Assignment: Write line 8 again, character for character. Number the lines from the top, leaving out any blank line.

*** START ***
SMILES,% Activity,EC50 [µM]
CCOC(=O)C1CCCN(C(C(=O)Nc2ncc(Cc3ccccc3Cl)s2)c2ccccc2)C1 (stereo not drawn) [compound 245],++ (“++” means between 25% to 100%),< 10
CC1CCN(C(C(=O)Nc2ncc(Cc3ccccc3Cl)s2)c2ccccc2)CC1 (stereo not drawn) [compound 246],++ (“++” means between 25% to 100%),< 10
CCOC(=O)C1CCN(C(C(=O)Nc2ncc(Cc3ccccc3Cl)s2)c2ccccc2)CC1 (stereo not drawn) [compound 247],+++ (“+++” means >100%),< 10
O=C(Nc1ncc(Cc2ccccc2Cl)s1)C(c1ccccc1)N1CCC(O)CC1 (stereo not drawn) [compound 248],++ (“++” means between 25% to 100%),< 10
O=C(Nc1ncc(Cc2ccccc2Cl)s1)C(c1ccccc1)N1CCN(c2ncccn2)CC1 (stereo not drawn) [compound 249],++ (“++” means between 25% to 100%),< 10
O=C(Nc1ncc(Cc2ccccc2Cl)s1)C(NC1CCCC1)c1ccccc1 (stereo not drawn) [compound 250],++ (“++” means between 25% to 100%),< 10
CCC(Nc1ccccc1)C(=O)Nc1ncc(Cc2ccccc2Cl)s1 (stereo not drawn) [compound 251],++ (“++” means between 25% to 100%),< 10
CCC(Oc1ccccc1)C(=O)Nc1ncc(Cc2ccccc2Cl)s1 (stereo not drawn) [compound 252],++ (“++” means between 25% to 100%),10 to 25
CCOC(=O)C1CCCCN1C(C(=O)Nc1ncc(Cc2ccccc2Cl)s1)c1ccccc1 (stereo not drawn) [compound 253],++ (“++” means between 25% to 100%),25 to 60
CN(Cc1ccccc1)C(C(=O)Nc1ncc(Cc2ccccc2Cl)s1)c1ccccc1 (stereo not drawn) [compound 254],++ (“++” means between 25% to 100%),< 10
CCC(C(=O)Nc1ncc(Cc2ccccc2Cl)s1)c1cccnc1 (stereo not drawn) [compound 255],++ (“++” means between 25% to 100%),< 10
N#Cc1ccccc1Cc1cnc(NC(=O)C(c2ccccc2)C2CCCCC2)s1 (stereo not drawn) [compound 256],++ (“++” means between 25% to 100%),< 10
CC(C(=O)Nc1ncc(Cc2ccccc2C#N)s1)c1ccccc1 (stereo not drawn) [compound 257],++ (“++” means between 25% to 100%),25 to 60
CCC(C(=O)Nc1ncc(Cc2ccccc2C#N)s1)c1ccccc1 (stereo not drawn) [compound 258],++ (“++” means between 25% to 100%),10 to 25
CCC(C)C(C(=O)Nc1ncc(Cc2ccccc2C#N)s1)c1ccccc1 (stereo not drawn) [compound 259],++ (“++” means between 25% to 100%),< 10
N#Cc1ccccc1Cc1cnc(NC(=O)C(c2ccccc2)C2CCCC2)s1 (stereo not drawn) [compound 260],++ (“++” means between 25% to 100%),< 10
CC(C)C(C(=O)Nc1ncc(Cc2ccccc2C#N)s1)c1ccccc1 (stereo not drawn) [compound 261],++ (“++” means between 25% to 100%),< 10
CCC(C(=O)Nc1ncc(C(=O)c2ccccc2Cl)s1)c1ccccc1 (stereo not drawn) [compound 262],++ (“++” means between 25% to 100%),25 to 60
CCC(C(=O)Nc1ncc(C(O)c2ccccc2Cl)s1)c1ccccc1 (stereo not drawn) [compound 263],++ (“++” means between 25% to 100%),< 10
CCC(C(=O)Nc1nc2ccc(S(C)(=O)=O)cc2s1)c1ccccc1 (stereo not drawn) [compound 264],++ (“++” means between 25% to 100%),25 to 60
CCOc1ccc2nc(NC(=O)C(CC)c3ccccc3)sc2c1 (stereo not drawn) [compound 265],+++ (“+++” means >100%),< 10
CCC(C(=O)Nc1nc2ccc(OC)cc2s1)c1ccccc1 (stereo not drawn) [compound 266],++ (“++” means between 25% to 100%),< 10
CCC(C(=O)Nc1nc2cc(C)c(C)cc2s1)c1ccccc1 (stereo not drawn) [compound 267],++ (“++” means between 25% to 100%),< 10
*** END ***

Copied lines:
CCC(Nc1ccccc1)C(=O)Nc1ncc(Cc2ccccc2Cl)s1 (stereo not drawn) [compound 251],++ (“++” means between 25% to 100%),< 10